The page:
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#20 Lee Nicolle

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Posted 21 March 2014 - 09:42

there is a much simpler way of limiting turbocharged engines... just have them use a restrictor before turbo..

Or use a blow off valve. Not ideal but a damn sight simpler than this current rubbish.



#21 Lee Nicolle

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Posted 21 March 2014 - 09:48

there is a much simpler way of limiting turbocharged engines... just have them use a restrictor before turbo..

That too would be too simple for the FIA. 

The viewing figures by mid season will illustrate I am sure how popular this hi speed economy run is. Or more probably not.

Bernie ofcourse hates it all, the lack of noise and the fuel flow garbage. He may have more pull than the teams as his pocket will be affected.



#22 Wuzak

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Posted 21 March 2014 - 10:21

Or use a blow off valve. Not ideal but a damn sight simpler than this current rubbish.

 

 

How is a fuel flow regulation any more "rubbish" than a blow off valve or air flow restrictor?



#23 Wuzak

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Posted 21 March 2014 - 10:29

That too would be too simple for the FIA. 

The viewing figures by mid season will illustrate I am sure how popular this hi speed economy run is. Or more probably not.

Bernie ofcourse hates it all, the lack of noise and the fuel flow garbage. He may have more pull than the teams as his pocket will be affected.

 

The fuel flow restricter is not about economy - it is power restriction. The 100kg fuel for the race is the economy factor, and for most races it will probably not that much of a factor. And those where it is, like Australia, will be no more than in the past few years.



#24 alexbiker

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Posted 21 March 2014 - 21:42

I think people on here need to realise the essential truth: F1 is simply not for us.

 

We people who go to races, read and understand the technology in detail, understand the physics and talk to each other - how many posters on all the F1 technical forums? A few thousands.  F1 is a commerical enterprise, a multi-billion dollar one at that.  It exists to sell things - Red Bull drinks, Santander banking products, Martini alcohol - and it exists to sell them to hundreds of millions of international viewers the overwhelming majority of which have no idea what they're watching.  They know that Ferraris are the bestest cars in the world and Ferrari race in F1 so F1 is the bestest races in the world, so they are using the bestest, sexiest products - and they drape some of those products off some pretty girls, and some drivers who are sleeping with other pretty girls.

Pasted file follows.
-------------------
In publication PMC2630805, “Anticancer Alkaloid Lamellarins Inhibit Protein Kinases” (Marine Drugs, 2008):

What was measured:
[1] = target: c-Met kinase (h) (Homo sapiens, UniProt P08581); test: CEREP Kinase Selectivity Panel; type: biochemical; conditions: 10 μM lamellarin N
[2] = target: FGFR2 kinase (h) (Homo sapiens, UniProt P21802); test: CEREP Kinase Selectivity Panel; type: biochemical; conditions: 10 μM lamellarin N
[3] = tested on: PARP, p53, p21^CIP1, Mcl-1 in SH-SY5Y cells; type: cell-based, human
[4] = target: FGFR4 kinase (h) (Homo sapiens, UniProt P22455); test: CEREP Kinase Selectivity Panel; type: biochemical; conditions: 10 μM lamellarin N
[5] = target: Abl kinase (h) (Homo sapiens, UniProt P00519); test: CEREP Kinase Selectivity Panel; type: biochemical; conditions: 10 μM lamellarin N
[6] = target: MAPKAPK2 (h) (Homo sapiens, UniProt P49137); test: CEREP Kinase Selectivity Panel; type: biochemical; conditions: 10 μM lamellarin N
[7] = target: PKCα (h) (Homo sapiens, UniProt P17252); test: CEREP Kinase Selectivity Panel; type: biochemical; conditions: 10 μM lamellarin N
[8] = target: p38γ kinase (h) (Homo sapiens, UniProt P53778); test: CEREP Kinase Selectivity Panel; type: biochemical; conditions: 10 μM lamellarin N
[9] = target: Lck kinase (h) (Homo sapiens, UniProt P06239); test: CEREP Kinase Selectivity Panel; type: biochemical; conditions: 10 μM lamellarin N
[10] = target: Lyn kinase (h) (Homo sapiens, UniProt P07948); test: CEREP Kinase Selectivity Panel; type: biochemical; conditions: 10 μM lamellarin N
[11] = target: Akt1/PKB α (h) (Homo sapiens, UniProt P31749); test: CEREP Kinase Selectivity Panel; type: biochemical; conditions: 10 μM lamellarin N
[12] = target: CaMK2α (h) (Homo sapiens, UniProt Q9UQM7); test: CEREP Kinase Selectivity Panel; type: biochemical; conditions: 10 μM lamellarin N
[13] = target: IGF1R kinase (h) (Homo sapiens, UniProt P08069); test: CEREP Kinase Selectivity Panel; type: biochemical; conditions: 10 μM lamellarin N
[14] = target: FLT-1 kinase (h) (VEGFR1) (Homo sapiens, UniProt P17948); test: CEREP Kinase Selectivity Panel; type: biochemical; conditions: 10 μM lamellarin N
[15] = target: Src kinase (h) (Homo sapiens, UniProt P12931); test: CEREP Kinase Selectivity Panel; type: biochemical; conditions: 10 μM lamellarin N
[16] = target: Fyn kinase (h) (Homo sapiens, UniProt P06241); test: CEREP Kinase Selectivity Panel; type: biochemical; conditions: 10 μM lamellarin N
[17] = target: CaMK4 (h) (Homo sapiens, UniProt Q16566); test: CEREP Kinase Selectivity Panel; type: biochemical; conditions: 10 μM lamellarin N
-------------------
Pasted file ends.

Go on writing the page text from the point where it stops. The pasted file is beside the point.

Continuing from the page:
These same people are taught to be worried about global warming and cars and smog and stuff, so some will turn off if it isn't greenwashed.  But it's ok, F1 doesn't make that much pollution - they're hybrids! And the Prius is a hybrid, and the government doesn't make me pay tax on them, so they're green?  Never mind they don't have a clue what 100kg of fuel looks like, or that we've gone from four to six MPG - it's green!  Never mind that's facing into a stiff breeze and commencing micturition compared to the kerosene burned getting them to the races - it's green!  Whizzo, whirr, electric, batteries.

 

And then the cars they can buy "use F1 hybrid technology" and the companies paying the tab greenwash their own products simply by handing over a cheque.  Everyone is happy that pays the bills.  You and I pay very little of the bills, so we don't really matter.


Edited by alexbiker, 21 March 2014 - 22:03.